Alternatives to Punch logo

Alternatives to Punch

Drift, Gatsby, Jekyll, Hugo, and Hexo are the most popular alternatives and competitors to Punch.
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What is Punch and what are its top alternatives?

Punch allows you to use boilerplates to quickly setup a site, write minimal templates with Mustache, and create flexible site structures with inheritable layouts and partials.
Punch is a tool in the Static Site Generators category of a tech stack.
Punch is an open source tool with 1.2K GitHub stars and 106 GitHub forks. Here鈥檚 a link to Punch's open source repository on GitHub

Top Alternatives to Punch

Punch alternatives & related posts

Drift logo

Drift

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A messaging app that helps you grow your business.
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PROS OF DRIFT
    No pros available
    CONS OF DRIFT
      No cons available

      related Gatsby posts

      Johnny Bell
      Johnny Bell
      Senior Software Engineer at StackShare | 71 upvotes 788.9K views

      I was building a personal project that I needed to store items in a real time database. I am more comfortable with my Frontend skills than my backend so I didn't want to spend time building out anything in Ruby or Go.

      I stumbled on Firebase by #Google, and it was really all I needed. It had realtime data, an area for storing file uploads and best of all for the amount of data I needed it was free!

      I built out my application using tools I was familiar with, React for the framework, Redux.js to manage my state across components, and styled-components for the styling.

      Now as this was a project I was just working on in my free time for fun I didn't really want to pay for hosting. I did some research and I found Netlify. I had actually seen them at #ReactRally the year before and deployed a Gatsby site to Netlify already.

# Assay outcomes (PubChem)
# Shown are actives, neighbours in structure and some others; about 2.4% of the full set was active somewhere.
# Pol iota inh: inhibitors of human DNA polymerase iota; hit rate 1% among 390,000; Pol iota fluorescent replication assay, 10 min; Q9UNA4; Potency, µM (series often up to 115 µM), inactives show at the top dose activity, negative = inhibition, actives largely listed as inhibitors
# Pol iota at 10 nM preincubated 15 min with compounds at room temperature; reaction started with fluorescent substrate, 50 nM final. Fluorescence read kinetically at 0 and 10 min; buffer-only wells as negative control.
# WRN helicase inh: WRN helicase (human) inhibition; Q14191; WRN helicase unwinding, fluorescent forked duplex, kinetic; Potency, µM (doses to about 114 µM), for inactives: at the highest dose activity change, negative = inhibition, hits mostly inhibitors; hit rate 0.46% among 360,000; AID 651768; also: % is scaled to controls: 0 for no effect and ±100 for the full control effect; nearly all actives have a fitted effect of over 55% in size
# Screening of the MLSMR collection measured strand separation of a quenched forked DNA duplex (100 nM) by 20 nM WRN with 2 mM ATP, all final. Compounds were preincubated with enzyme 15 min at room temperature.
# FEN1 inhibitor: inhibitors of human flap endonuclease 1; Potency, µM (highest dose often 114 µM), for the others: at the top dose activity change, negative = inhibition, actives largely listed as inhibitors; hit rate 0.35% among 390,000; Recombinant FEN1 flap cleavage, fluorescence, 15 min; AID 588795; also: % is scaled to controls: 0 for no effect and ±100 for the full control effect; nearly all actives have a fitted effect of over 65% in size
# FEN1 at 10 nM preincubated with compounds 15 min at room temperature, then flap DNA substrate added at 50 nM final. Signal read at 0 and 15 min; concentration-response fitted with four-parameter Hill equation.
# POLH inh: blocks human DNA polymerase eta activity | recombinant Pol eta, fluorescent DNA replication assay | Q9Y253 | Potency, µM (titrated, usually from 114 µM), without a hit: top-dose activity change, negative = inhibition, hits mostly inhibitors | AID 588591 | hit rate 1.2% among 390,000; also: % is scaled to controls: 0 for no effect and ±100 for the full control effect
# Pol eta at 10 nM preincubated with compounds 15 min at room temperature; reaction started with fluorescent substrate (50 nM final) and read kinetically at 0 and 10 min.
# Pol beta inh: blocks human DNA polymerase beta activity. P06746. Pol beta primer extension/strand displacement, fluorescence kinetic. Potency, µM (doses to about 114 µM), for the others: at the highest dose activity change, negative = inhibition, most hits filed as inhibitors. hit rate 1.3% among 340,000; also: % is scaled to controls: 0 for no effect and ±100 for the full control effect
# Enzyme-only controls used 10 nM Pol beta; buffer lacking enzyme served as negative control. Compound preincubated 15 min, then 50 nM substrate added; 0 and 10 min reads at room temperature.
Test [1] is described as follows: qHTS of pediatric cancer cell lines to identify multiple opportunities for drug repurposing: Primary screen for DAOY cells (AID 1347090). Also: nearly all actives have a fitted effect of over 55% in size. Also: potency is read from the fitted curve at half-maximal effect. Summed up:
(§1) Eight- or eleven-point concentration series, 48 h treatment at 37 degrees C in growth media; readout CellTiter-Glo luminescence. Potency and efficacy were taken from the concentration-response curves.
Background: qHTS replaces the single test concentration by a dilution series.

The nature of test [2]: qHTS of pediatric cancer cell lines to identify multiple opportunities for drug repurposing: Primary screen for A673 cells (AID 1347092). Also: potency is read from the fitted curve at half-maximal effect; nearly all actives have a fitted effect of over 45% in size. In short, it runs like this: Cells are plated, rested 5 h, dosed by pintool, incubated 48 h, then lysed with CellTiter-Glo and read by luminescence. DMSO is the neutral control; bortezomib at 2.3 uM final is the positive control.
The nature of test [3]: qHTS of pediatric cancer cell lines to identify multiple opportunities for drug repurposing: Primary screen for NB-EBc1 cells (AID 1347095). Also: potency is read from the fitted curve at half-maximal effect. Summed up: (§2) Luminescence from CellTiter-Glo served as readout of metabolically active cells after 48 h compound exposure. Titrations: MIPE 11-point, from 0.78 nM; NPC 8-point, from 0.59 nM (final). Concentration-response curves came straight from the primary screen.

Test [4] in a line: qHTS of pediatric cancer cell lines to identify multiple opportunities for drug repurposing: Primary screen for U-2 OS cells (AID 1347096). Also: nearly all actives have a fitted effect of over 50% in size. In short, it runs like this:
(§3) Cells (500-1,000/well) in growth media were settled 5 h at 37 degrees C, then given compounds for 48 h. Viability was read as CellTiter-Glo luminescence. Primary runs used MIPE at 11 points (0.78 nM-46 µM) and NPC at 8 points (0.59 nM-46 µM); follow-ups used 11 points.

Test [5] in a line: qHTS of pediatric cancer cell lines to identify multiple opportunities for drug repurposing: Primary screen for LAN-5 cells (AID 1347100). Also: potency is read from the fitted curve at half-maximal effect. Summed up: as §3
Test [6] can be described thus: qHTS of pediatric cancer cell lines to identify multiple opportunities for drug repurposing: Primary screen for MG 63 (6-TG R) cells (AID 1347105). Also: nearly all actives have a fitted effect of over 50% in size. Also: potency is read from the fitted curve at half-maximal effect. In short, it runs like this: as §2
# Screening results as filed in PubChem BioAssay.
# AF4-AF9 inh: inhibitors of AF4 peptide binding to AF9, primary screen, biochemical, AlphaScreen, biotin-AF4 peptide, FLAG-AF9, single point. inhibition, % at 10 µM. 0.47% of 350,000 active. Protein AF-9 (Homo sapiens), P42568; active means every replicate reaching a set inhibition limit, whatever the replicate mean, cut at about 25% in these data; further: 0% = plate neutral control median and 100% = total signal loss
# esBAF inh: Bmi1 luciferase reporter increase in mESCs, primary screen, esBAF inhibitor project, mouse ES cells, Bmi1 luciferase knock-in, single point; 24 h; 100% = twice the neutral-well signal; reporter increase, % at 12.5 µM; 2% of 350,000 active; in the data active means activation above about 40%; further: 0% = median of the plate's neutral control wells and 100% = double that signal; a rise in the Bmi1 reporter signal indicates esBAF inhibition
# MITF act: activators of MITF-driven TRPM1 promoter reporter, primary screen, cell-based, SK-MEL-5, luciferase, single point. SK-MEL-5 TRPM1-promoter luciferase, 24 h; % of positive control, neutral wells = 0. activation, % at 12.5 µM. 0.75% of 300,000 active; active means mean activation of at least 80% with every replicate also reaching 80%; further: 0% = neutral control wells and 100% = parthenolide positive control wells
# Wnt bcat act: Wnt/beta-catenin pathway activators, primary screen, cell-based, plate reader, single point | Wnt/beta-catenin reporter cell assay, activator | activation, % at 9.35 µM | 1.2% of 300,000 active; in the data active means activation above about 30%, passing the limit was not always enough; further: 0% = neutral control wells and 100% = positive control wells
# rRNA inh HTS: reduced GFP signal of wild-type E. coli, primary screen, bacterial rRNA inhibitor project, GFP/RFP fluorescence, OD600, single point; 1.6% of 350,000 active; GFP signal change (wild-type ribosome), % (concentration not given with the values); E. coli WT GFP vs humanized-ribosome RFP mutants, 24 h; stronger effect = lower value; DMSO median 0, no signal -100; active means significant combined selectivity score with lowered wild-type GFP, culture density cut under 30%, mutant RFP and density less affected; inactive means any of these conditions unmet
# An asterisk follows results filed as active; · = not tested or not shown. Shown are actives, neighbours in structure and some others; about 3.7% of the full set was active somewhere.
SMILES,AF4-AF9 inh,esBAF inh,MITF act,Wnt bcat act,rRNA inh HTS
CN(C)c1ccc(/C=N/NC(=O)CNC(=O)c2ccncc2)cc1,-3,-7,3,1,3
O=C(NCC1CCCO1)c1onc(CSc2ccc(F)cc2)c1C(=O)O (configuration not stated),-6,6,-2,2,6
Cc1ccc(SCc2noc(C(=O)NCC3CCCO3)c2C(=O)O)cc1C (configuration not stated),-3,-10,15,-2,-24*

Netlify was very easy to setup and link to my GitHub account you select a repo and pretty much with very little configuration you have a live site that will deploy every time you push to master.

      With the selection of these tools I was able to build out my application, connect it to a realtime database, and deploy to a live environment all with $0 spent.

      If you're looking to build out a small app I suggest giving these tools a go as you can get your idea out into the real world for absolutely no cost.

      See more
      Ronan Levesque
      Ronan Levesque
      Software engineer at Algolia | 18 upvotes 188.8K views

      A few months ago we decided to move our whole static website (www.algolia.com) to a new stack. At the time we were using a website generator called Middleman, written in Ruby. As a team of only front-end developers we didn't feel very comfortable with the language itself, and the time it took to build was not satisfying. We decided to move to Gatsby to take advantage of its use of React , as well as its incredibly high performances in terms of build and page rendering.

      See more

      related Jekyll posts

      Dale Ross
      Dale Ross
      Independent Contractor at Self Employed | 22 upvotes 656.9K views

      I've heard that I have the ability to write well, at times. When it flows, it flows. I decided to start blogging in 2013 on Blogger. I started a company and joined BizPark with the Microsoft Azure allotment. I created a WordPress blog and did a migration at some point. A lot happened in the time after that migration but I stopped coding and changed cities during tumultuous times that taught me many lessons concerning mental health and productivity. I eventually graduated from BizSpark and outgrew the credit allotment. That killed the WordPress blog.

      I blogged about writing again on the existing Blogger blog but it didn't feel right. I looked at a few options where I wouldn't have to worry about hosting cost indefinitely and Jekyll stood out with GitHub Pages. The Importer was fairly straightforward for the existing blog posts.

      Todo * Set up redirects for all posts on blogger. The URI format is different so a complete redirect wouldn't work. Although, there may be something in Jekyll that could manage the redirects. I did notice the old URLs were stored in the front matter. I'm working on a command-line Ruby gem for the current plan. * I did find some of the lost WordPress posts on archive.org that I downloaded with the waybackmachinedownloader. I think I might write an importer for that. * I still have a few Disqus comment threads to map

      See more
      Josh Dzielak
      Josh Dzielak
      Co-Founder & CTO at Orbit | 5 upvotes 110.4K views
      Shared insights
      on
      JekyllJekyllHugoHugo

      Earlier this year, I migrated my personal website (dzello.com) from Jekyll to Hugo. My goal with the migration was to make the development environment as pleasant as possible and to make it really easy to add new types of content. For example, I knew I wanted to add a consulting page and some portfolio-style pages to show off talks I had given and projects I had worked on.